By Allen Glass
On June 26, 2011, the Seattle Times ran a front-page article detailing the simultaneous personal tragedy of the late forensic psychologist Dr. Stuart Greenberg and the systematic failure of the judicial system that propelled his career for over a decade. Dr. Greenberg grew to become a pre-eminent forensic psychologist in King County. The court appointed him to evaluate approximately 2,000 parenting evaluations. The newspaper article detailed how the judicial system failed to recognize the taint that attached to Greenberg’s evaluations. Three years after his death and the discovery of his misconduct, neither the courts nor the legislature have enacted any measures to redress the systematic failure.
The newspaper article detailed how parents embroiled in a parenting evaluation felt that they had to pay the Dr. Greenberg’s invoice, even if it was unreasonable, for fear that he would retaliate in the form of a negative opinion. To remedy this concern prospectively, the court should order that the appointed parenting evaluator abide by a specific budget, including the amount of time expected to be expended on standard subroutines. The order should provide that payment will be issued by the court clerk. If an unforeseen circumstance arises that causes the evaluation to go over budget, then the evaluator should be required to apply to the court to make the request.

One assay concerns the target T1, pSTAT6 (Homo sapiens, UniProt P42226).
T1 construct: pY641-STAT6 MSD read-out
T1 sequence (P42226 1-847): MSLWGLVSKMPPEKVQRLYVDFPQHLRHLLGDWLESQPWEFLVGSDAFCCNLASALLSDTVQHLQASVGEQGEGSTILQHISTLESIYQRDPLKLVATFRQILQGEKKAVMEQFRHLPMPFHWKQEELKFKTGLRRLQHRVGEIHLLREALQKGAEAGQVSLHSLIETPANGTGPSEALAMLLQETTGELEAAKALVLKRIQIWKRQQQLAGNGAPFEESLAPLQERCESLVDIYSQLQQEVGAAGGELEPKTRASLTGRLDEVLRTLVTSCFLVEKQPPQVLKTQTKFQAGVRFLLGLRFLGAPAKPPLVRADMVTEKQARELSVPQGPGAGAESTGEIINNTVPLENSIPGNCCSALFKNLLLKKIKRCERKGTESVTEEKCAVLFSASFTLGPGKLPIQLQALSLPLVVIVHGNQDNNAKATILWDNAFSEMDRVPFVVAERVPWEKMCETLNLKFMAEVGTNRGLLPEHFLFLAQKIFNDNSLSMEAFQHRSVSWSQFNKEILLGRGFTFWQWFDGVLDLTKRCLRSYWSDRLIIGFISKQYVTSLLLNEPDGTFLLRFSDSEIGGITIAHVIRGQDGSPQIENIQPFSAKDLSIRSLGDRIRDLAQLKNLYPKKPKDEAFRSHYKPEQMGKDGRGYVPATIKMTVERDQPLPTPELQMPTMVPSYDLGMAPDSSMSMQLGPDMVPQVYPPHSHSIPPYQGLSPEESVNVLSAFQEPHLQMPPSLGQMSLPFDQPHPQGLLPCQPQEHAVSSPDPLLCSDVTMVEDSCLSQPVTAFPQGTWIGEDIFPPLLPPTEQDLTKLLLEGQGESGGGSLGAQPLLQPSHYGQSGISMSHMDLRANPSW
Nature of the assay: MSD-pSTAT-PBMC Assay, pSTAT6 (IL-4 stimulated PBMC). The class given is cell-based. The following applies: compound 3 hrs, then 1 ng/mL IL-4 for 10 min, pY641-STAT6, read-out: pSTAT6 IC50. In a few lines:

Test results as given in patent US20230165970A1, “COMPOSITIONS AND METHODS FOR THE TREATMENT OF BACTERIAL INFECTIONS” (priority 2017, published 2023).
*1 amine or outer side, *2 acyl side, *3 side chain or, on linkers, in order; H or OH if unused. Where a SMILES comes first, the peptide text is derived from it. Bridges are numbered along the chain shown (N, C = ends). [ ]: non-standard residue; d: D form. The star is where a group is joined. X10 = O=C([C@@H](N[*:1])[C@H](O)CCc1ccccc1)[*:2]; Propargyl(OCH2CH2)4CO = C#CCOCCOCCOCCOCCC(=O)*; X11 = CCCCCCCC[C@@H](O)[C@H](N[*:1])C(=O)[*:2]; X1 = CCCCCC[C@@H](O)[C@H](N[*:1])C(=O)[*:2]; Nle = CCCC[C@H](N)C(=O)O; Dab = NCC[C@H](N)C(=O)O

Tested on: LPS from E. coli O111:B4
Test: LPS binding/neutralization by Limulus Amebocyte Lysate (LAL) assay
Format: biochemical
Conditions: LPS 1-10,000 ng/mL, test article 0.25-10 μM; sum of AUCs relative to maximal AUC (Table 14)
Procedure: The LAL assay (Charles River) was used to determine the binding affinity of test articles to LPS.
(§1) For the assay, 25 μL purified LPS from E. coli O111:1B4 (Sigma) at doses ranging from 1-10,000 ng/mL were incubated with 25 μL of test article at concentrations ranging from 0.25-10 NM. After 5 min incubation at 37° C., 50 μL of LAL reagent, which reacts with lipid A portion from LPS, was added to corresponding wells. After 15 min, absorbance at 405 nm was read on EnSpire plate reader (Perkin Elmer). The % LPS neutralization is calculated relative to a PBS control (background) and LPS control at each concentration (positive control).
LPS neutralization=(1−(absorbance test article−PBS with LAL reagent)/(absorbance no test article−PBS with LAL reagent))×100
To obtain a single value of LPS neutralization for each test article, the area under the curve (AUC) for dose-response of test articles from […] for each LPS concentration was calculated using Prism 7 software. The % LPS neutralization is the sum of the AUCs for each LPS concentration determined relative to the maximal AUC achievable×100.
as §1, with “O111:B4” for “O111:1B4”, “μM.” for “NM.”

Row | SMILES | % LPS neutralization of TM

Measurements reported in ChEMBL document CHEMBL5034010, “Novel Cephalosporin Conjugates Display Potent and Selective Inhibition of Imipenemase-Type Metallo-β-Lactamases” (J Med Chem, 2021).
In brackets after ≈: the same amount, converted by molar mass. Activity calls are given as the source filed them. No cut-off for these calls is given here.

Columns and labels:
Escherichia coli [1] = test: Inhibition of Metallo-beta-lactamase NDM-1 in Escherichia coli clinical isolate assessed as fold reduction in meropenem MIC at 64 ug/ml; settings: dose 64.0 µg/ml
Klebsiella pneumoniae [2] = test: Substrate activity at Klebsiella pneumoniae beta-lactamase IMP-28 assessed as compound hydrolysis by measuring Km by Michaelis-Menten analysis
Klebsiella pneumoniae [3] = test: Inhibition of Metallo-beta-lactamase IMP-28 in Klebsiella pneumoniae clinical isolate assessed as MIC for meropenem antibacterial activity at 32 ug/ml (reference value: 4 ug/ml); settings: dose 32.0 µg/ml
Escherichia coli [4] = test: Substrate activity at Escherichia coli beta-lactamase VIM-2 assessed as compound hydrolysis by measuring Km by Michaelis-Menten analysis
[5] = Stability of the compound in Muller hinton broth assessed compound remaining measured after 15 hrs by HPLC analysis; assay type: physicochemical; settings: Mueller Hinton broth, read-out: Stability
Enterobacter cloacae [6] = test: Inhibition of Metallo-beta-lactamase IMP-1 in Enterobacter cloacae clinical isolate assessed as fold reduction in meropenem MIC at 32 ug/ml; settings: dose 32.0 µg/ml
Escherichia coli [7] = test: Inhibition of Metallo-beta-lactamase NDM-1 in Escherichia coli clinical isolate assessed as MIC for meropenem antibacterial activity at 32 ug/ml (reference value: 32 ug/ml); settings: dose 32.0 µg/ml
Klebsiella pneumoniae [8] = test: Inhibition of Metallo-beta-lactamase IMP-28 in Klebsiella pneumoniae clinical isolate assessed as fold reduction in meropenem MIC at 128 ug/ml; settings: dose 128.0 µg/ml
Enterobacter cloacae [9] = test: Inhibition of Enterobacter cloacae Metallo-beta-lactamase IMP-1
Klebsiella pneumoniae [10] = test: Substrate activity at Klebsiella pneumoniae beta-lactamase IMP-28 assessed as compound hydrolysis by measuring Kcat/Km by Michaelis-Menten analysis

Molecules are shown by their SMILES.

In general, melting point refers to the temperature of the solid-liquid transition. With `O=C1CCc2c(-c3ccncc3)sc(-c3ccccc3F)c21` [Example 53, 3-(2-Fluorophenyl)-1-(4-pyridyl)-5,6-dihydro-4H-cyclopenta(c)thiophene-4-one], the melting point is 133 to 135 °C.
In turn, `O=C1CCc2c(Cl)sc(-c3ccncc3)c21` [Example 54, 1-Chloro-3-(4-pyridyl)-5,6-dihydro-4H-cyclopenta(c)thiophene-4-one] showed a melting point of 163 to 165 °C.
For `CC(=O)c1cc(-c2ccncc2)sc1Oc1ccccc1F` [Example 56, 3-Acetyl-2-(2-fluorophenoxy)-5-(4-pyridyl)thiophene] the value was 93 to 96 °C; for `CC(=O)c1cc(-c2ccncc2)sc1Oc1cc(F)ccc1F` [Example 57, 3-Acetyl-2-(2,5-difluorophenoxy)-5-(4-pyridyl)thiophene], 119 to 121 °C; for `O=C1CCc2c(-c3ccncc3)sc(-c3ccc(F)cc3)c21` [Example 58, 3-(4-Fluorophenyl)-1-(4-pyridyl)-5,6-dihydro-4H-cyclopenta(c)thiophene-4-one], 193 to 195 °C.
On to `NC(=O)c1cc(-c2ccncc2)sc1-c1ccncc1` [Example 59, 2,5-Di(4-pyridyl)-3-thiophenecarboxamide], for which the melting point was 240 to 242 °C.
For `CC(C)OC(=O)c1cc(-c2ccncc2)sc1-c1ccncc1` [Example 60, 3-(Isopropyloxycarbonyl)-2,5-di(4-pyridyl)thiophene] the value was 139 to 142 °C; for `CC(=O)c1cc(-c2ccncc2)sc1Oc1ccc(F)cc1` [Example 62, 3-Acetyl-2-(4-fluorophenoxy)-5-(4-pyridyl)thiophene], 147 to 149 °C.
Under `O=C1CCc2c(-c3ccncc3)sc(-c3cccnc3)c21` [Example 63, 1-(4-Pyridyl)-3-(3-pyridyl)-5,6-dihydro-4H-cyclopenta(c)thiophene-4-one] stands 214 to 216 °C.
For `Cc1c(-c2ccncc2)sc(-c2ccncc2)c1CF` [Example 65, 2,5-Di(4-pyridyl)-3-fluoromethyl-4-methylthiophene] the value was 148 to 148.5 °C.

Parenting evaluations are authorized by statute. “The court may seek the advice of professional personnel whether or not they are employed on a regular basis by the court. The advice given shall be in writing and shall be made available by the court to counsel upon request.” RCW 26.09.210.
However, there are few regulatory guidelines of either the substance or procedure for conducting a parenting evaluation. RCW 26.09.220 provides only a broad a suggestive guide. “In preparing the report concerning a child, the investigator may consult any person who may have information about the child and the potential parenting or custodian arrangements. Upon order of the court, the investigator may refer the child to professional personnel for diagnosis.” There are professional guidelines, by the American Psychological Association (APA) and the Association of Family and Conciliation Courts (AFCC), but they are likewise broad and largely suggestive.Google+